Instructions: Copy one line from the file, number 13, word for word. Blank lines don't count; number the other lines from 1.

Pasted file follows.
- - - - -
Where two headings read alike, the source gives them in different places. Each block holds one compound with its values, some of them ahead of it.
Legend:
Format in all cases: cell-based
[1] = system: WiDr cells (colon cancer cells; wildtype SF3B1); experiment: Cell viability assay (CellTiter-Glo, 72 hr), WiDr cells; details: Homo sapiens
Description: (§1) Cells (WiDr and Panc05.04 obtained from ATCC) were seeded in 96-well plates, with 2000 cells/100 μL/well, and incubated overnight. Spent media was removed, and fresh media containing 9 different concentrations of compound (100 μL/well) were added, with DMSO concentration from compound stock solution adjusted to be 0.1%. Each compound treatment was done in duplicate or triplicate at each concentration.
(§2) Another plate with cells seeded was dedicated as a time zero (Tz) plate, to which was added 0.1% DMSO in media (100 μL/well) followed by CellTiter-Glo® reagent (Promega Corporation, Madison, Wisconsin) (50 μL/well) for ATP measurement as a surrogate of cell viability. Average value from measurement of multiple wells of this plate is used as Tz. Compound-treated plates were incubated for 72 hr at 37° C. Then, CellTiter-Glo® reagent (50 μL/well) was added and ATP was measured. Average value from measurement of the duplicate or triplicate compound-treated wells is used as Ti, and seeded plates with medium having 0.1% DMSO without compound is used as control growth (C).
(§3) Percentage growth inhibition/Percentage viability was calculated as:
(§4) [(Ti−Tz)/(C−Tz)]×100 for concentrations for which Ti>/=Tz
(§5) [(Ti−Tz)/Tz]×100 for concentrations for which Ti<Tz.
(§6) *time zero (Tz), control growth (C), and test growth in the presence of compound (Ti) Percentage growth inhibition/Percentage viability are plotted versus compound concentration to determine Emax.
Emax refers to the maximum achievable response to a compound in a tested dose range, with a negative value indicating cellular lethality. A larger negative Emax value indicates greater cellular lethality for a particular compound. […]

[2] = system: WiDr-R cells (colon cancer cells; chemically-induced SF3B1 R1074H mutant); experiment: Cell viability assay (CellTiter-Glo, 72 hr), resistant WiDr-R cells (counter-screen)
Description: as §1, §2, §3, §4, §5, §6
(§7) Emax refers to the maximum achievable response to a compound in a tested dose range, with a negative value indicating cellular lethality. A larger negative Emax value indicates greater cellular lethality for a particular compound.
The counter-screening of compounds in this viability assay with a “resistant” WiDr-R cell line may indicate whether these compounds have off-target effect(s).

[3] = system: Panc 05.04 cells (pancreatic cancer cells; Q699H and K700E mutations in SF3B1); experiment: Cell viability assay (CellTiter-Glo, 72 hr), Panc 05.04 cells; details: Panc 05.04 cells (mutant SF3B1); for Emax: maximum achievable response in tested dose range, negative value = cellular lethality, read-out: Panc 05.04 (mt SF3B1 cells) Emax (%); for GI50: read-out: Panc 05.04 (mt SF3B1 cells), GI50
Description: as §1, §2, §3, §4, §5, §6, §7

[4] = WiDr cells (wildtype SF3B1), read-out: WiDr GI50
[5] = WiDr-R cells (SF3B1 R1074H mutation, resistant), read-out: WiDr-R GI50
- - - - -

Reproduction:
Description: as §1, §2, §3, §4, §5, §6